I kept him on the loose reins, kept bending him gently with occasional small rein corrections, using the short ends of the arena to make half-circles and the long sides to release the bend and let him travel straight. Soon he was consistently stretching forward, down and round, tracking up under himself, seeking the contact and traveling in a beautiful “long and low” frame. Now, not only was he accepting a light contact, but he was volunteering to put himself on the bit. (If anyone is interested, I could post more on how to achieve and use long and low, and I recommend a good post on the subject from Dressage in Jeans here.)

Calm, forward, straight = Relaxed, attentive, balanced

The horseman’s mantra is “calm, forward and straight.” To be effective, each of those elements must be tackled in that order. Relaxation, I have found, is the starting point – without it, a rider has nothing. We focused on getting and maintaining relaxation above all else, and that is what worked for Mellon.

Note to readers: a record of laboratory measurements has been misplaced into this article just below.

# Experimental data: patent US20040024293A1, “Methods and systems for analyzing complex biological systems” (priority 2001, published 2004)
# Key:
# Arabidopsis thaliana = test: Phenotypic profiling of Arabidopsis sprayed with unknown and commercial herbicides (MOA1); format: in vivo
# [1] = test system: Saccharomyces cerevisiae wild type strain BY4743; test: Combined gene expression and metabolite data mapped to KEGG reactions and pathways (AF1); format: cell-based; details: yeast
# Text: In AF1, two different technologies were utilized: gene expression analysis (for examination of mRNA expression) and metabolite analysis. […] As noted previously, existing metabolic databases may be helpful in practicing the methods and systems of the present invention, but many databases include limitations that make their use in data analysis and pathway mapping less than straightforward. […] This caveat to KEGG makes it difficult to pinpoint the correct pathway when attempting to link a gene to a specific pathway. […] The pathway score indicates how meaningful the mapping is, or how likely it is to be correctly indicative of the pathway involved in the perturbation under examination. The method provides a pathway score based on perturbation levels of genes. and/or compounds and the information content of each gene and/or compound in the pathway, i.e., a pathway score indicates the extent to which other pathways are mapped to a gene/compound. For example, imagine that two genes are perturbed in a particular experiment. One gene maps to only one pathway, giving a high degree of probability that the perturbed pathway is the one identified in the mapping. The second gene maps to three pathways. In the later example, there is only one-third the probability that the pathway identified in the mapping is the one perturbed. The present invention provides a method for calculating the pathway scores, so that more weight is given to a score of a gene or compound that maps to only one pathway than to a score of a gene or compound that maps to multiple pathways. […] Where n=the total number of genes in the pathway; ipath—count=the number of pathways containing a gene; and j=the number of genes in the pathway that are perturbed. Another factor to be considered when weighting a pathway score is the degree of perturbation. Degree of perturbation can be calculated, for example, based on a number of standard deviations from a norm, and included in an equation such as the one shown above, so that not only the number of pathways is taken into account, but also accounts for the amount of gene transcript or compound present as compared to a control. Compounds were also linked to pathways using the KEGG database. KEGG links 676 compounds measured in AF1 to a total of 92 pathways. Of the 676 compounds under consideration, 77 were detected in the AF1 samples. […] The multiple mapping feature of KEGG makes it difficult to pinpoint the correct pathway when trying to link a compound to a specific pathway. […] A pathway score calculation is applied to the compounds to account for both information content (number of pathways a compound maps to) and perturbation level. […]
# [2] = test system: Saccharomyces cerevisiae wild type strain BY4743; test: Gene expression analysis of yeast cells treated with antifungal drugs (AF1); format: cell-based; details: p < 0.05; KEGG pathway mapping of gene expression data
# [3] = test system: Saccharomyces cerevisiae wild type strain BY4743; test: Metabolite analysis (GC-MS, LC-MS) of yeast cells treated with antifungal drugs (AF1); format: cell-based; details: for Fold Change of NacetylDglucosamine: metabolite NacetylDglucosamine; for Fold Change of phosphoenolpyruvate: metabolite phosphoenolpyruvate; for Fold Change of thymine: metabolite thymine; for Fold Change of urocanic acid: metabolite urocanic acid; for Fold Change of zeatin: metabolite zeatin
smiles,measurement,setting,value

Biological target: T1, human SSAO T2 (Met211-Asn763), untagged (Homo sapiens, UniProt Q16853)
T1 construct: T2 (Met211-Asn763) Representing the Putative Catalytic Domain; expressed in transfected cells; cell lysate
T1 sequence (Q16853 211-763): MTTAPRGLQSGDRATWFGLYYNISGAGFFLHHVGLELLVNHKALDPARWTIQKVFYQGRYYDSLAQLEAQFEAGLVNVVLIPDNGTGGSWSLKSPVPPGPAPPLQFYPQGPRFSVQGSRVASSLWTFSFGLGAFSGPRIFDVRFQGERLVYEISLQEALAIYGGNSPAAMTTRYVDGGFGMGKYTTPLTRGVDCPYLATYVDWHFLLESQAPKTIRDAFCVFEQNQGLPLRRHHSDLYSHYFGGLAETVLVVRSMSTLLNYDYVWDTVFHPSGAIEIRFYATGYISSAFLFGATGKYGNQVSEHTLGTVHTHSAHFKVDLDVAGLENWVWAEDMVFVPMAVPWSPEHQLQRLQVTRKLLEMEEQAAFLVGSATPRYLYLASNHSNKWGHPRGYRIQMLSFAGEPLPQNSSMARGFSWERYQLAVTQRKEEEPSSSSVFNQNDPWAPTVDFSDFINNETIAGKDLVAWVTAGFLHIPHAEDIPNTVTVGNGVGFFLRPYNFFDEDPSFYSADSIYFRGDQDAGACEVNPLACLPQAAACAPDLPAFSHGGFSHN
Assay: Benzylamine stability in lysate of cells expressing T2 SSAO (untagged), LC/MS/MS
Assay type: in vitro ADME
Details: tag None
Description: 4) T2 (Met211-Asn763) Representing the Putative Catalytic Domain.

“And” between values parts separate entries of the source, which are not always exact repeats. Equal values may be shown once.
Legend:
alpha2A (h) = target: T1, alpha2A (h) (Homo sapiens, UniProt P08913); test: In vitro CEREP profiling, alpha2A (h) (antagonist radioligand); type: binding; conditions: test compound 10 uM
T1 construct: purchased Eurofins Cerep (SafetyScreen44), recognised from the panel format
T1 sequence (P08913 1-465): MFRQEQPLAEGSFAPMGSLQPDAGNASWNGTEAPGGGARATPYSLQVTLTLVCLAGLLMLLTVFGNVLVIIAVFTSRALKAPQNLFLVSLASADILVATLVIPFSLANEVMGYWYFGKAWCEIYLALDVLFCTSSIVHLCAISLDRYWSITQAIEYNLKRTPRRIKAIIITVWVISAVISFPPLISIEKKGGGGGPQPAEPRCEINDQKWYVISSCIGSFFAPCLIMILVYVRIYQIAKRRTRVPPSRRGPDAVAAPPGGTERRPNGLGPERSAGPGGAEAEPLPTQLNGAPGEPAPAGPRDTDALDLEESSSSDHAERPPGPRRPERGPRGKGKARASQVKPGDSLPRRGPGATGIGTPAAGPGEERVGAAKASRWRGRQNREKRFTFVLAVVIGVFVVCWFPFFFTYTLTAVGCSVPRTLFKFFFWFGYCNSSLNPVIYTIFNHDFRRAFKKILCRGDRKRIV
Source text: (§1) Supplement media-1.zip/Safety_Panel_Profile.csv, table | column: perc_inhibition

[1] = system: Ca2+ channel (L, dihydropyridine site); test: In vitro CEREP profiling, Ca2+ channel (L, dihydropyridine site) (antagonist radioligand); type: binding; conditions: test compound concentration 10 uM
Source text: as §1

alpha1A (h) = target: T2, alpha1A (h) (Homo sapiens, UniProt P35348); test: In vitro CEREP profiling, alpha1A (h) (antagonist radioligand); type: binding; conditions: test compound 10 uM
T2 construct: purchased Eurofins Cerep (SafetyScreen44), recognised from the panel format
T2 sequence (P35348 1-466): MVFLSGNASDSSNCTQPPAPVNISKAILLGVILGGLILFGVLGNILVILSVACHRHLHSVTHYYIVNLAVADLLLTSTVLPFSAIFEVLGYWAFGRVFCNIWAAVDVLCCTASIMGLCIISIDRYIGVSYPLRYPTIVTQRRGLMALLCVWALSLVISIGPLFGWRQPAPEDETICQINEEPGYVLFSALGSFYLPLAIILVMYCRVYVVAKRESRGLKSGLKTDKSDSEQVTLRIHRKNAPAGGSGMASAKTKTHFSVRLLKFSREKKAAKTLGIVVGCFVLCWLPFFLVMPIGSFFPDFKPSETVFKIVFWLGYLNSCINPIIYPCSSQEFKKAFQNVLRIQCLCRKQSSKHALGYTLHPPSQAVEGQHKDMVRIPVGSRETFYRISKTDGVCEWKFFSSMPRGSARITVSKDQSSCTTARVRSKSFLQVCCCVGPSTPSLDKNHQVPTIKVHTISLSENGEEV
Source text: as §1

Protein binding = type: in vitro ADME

I used that frame not only to develop his trust, his willingness to accept contact, and his relaxation, but also to develop his body. Long and low develops a full range of motion in the horse in a way collected work cannot. Long and low, at least in my experience, is the foundation upon which everything else is built, including collection.

If you cannot get long and low, correct collection will be extremely difficult, if not impossible – it will always be stiff, out of sync, or artificial. And, if you work a horse continually in a short or collected frame, you’ll never develop a full range of motion needed for correct extension, jumping, etc..